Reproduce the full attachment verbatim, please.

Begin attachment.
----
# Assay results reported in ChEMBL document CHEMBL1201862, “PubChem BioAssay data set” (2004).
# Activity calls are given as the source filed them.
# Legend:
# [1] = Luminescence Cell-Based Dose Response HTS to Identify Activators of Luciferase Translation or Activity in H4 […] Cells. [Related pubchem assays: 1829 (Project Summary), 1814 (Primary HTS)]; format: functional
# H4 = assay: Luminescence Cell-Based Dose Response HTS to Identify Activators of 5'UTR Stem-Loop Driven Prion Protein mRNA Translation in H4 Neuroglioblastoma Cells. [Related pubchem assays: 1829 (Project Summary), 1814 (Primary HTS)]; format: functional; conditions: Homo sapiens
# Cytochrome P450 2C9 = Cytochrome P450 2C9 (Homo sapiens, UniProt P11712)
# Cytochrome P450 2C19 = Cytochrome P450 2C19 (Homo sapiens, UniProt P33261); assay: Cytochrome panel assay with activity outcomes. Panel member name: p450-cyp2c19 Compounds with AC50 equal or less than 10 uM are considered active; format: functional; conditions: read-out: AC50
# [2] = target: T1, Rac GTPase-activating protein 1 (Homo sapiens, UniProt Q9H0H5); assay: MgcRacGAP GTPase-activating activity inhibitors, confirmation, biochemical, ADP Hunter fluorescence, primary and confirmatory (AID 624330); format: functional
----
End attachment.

# Assay results reported in ChEMBL document CHEMBL1201862, “PubChem BioAssay data set” (2004).
# Activity calls are given as the source filed them.
# Legend:
# [1] = Luminescence Cell-Based Dose Response HTS to Identify Activators of Luciferase Translation or Activity in H4 […] Cells. [Related pubchem assays: 1829 (Project Summary), 1814 (Primary HTS)]; format: functional
# H4 = assay: Luminescence Cell-Based Dose Response HTS to Identify Activators of 5'UTR Stem-Loop Driven Prion Protein mRNA Translation in H4 Neuroglioblastoma Cells. [Related pubchem assays: 1829 (Project Summary), 1814 (Primary HTS)]; format: functional; conditions: Homo sapiens
# Cytochrome P450 2C9 = Cytochrome P450 2C9 (Homo sapiens, UniProt P11712)
# Cytochrome P450 2C19 = Cytochrome P450 2C19 (Homo sapiens, UniProt P33261); assay: Cytochrome panel assay with activity outcomes. Panel member name: p450-cyp2c19 Compounds with AC50 equal or less than 10 uM are considered active; format: functional; conditions: read-out: AC50
# [2] = target: T1, Rac GTPase-activating protein 1 (Homo sapiens, UniProt Q9H0H5); assay: MgcRacGAP GTPase-activating activity inhibitors, confirmation, biochemical, ADP Hunter fluorescence, primary and confirmatory (AID 624330); format: functional